You generally DO need permission to:
You generally DO NOT need permission to:
A citation for an image or figure should have the following:
Sample citations for Creative Commons images can be found here.
If the original source is a book or journal, include the full citation for the source, not just a URL (even if you originally retrieved the work online). More information about book and article citations can be found on the Pumerantz Library's Citation Style research guide.
If the original source is a website, embed the link to the title rather than typing out the full URL in the citation.
Who owns the copyright?
How do I contact the copyright owner?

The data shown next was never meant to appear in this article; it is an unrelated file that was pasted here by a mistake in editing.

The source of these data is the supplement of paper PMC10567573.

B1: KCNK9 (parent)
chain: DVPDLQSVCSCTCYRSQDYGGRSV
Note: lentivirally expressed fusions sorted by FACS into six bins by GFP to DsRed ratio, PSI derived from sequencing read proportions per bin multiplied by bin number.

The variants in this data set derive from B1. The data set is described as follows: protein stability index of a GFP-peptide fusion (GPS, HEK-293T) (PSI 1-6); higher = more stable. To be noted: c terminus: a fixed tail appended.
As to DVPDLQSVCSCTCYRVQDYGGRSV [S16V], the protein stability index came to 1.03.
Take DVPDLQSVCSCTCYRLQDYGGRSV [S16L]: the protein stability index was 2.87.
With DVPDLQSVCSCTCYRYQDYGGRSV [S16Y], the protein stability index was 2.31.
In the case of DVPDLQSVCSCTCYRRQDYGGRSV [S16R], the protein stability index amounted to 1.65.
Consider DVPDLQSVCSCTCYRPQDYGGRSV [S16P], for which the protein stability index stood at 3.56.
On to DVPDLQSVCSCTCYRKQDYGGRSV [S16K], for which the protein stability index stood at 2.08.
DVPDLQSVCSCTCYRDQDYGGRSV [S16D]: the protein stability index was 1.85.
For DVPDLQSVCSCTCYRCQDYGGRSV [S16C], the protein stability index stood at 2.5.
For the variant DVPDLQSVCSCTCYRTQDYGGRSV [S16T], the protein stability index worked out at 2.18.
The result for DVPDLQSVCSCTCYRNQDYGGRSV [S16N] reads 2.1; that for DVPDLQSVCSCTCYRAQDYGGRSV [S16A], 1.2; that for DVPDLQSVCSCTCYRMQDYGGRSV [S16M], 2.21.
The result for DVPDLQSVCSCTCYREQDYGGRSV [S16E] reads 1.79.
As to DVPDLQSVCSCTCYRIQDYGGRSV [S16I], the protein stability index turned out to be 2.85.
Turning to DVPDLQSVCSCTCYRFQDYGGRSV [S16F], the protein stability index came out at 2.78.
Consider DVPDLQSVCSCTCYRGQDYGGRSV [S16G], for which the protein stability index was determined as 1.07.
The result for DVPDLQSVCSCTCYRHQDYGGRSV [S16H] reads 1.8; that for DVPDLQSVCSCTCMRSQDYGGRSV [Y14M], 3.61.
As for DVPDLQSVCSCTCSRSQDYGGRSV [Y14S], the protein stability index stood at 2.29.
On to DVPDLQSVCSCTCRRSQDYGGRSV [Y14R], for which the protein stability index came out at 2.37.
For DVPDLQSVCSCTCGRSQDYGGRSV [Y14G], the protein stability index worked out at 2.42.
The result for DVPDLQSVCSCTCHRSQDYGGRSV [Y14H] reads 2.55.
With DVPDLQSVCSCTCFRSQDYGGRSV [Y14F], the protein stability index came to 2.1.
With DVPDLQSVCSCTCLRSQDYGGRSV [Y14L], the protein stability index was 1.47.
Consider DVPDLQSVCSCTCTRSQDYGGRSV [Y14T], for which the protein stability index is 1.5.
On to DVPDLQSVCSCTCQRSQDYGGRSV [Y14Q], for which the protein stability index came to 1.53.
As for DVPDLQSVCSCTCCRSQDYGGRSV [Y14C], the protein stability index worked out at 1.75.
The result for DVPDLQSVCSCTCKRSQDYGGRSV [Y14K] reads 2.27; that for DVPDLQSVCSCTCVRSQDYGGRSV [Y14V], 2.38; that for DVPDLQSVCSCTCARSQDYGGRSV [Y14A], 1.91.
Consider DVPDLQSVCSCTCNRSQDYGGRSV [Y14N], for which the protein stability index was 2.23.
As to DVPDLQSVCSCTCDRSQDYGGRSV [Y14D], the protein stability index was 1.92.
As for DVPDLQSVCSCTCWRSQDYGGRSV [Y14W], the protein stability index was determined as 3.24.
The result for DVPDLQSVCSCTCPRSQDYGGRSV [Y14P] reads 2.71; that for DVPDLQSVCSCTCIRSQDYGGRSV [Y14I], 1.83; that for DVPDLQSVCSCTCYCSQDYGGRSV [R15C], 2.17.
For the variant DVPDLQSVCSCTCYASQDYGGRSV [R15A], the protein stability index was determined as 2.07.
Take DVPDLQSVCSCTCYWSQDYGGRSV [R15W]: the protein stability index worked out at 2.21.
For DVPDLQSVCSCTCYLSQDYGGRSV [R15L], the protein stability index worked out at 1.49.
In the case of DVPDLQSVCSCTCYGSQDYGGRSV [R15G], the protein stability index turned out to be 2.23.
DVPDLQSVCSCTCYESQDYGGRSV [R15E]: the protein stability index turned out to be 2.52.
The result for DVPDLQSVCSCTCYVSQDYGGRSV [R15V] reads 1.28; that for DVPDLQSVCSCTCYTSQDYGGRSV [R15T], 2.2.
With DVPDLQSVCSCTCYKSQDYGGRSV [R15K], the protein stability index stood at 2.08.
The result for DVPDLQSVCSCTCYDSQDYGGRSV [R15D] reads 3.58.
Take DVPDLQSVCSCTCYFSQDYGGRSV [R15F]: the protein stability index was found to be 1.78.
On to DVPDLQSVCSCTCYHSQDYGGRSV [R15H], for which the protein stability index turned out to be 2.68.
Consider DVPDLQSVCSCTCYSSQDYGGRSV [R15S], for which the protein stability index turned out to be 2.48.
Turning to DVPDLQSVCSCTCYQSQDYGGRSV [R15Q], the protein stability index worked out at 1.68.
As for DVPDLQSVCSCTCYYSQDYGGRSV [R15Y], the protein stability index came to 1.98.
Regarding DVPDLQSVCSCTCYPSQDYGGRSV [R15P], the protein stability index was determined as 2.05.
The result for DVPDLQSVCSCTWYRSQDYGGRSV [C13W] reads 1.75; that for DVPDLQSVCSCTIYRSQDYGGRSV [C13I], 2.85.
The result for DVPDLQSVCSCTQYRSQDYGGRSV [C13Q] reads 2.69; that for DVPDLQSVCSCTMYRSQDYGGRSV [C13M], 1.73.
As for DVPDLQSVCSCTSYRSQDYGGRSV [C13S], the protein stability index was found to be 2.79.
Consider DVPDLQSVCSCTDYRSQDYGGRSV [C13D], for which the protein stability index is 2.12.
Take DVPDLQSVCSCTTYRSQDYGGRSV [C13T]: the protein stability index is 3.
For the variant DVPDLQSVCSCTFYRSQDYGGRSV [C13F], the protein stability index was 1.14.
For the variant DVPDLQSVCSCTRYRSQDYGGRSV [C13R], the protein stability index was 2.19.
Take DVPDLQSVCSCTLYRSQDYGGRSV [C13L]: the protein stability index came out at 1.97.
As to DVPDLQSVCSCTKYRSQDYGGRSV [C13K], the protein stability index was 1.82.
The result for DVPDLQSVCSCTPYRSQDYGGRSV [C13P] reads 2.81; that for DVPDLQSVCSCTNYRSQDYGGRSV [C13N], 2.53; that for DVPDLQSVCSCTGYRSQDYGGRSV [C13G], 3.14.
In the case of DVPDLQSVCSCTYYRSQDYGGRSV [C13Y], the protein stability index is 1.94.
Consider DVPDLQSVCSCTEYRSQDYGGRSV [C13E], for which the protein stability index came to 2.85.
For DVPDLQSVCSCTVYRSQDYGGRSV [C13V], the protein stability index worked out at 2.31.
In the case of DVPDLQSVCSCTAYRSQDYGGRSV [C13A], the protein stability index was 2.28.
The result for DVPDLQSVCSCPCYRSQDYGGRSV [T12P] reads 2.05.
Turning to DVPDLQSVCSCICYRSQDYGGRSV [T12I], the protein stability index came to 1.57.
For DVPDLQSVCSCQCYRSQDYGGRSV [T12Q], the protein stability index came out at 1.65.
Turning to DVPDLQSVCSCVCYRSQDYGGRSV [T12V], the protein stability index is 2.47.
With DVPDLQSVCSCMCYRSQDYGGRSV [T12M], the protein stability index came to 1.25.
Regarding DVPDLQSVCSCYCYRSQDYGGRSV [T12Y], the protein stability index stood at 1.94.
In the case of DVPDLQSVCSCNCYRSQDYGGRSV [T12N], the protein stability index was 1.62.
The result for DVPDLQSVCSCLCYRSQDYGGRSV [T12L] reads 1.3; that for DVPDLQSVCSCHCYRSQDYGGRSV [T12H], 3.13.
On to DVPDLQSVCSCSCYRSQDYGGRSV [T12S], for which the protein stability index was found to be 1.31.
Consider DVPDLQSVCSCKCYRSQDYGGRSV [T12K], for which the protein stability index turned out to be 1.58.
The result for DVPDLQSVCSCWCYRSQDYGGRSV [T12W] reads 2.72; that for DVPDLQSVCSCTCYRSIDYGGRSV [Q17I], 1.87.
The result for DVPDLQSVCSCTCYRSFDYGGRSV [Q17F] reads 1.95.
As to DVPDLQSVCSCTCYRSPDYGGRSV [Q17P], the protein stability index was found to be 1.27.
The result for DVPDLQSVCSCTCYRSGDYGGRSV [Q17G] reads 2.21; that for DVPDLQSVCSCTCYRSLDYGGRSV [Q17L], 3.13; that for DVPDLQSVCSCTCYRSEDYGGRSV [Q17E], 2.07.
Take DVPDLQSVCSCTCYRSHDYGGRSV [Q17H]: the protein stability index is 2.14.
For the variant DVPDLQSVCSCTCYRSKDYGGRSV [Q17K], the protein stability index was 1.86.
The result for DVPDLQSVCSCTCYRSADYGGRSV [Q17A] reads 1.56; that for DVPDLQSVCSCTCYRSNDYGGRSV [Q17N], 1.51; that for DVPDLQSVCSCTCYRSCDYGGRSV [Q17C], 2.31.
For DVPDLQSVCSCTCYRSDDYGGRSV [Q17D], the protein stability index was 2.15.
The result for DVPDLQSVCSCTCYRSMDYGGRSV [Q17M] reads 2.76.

How long does it take to hear back?
It depends! In some cases, you will hear back in a few days. Other times, you may hear back in weeks, months--or never. It is a good idea to give yourself at least a month or two if you can.
Will I be charged a fee to reuse material?
Again, it depends on the copyright owner. Many creators and publishers will allow students to reuse items in their theses or dissertations for free. Others may charge a nominal fee or fees ranging in the hundreds of dollars.
What are my options if permission is denied or too expensive--or if I just never hear back?
It is a good idea to have a backup plan, like another permission-free image or a brief written description of the desired figure (in your own words) to use instead. If only the original material will work, you can consider appealing (once, and politely) to the copyright owner. If this does not work, you may need to cut the material altogether.
Can I just redraw the figure myself? Then I'll have the rights to the image, right?
No. This is legally murky at best (if you redraw the image in a completely different way) and shady/illegal at worst. Use one of the solutions listed above instead.